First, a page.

There is persistent unease in several countries over the precedent that Kosovo's secession would set and over the ability of the corruption-plagued government in the ethnic-Albanian province to rule.

Washington, the most fervent promoter of Kosovan independence, has counted on backing from the European Union as a way to present a picture of broad support for the move. But several countries, especially those with their own restive ethnic minorities, have raised objections and indicated they would not recognize a new Kosovo state, at least not immediately.

"Spain does not favor any unilateral declaration of independence," Spanish Vice Premier Maria Teresa Fernandez de la Vega said Friday. "For the government of Spain, the fundamental priority is a solution that respects international law and that guarantees regional stability."

Spain is confronted with numerous separatist movements, some violent, inside its borders. Basque nationalists who want their own country carved from part of northern Spain and southern France praised Kosovo, saying its anticipated declaration of independence showed "we are not talking about utopias."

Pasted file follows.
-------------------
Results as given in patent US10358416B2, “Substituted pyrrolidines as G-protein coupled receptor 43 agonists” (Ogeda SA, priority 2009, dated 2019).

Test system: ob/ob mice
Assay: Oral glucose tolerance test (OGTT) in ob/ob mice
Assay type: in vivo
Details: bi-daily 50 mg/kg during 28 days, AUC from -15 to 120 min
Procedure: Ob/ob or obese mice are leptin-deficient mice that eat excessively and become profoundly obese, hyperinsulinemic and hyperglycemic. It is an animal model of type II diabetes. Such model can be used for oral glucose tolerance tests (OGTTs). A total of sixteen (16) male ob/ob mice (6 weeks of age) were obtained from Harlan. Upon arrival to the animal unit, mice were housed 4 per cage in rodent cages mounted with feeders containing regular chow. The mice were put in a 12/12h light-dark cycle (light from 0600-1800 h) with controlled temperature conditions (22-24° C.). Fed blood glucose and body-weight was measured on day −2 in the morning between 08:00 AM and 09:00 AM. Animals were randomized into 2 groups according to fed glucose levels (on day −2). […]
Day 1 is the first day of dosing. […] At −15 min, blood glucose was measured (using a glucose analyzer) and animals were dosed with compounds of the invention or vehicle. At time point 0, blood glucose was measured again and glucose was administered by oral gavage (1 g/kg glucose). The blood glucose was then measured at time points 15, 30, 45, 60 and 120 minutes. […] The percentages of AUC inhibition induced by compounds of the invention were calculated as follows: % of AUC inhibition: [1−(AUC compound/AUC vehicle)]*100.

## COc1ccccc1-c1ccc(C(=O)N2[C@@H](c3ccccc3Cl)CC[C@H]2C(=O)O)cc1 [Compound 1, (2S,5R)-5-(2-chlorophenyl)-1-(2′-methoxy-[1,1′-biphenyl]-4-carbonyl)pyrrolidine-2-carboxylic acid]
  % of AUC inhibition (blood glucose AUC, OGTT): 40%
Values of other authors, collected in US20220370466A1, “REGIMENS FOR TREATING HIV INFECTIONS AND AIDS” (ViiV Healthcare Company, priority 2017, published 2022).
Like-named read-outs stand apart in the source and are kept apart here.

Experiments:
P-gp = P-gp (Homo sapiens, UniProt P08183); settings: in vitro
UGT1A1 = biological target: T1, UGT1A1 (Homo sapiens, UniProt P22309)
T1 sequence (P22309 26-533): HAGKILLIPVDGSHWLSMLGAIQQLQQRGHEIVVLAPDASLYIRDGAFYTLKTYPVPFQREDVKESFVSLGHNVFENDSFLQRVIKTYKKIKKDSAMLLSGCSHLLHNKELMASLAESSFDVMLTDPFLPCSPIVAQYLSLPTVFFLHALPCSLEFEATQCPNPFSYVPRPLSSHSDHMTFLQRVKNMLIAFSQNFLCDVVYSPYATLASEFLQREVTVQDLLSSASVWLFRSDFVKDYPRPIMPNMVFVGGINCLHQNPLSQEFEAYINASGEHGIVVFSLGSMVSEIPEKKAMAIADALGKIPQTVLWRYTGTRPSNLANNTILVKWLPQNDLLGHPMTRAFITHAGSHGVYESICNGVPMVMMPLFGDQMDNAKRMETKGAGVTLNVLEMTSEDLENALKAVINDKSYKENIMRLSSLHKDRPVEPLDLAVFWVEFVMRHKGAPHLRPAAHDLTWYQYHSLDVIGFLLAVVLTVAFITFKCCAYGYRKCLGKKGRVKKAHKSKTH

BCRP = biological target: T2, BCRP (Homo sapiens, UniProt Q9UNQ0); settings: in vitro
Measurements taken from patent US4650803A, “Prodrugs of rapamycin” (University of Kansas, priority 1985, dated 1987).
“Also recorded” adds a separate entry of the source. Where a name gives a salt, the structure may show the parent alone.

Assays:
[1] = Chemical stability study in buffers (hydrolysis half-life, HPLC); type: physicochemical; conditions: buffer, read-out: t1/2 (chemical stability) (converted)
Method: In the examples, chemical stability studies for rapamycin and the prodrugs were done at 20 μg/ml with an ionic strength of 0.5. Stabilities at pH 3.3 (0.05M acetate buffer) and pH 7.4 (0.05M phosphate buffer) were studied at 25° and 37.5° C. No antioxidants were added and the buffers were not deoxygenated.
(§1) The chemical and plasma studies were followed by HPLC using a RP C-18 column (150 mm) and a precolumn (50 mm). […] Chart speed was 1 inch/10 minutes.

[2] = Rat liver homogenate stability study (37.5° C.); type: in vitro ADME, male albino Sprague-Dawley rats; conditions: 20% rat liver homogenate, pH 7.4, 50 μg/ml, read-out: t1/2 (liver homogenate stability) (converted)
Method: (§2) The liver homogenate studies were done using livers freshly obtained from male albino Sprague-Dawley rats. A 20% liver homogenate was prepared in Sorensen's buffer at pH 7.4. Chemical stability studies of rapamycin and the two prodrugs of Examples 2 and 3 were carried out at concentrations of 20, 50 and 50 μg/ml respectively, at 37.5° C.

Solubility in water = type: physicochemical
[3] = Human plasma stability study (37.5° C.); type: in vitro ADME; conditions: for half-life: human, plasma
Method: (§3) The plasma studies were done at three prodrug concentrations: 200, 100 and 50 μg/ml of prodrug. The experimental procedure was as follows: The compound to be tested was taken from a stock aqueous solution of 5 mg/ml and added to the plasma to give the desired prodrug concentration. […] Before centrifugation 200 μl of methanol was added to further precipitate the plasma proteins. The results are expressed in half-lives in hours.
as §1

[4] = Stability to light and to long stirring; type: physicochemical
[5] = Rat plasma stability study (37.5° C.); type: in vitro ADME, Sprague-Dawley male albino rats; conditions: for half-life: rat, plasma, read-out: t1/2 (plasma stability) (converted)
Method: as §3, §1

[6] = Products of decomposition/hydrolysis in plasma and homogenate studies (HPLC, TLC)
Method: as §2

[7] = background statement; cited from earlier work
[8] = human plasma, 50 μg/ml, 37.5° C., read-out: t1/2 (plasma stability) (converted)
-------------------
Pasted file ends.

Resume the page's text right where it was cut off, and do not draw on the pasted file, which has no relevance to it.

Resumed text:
And an official from a pro-independence group in Catalonia, the region that includes Barcelona, said of Kosovo on Friday: "We are celebrating."

With similar worries regarding minority groups, Greece, Romania, Cyprus, Belgium, Bulgaria and Slovakia, from within the 27-member European Union, join Spain in expressing reservations over Kosovo's secession.

"Raise your hand if you don't have a separatist in your house," Italy's leading daily Corriere della Sera wrote. "The domino effect is terrifying many central governments."

Despite the divergence of opinion, EU officials, meeting in Brussels, Belgium, on Friday, were nearing agreement on the formation and dispatching of an 1,800-member police and judicial team for Kosovo. The team would replace the United Nations mission that has administered the province since NATO bombings drove out Serbian forces in 1999.

The EU effort would mark the formal end of the UN's role. Russia, which, with Serbia, adamantly opposes the departure of Kosovo, has said it would regard the EU presence as illegal.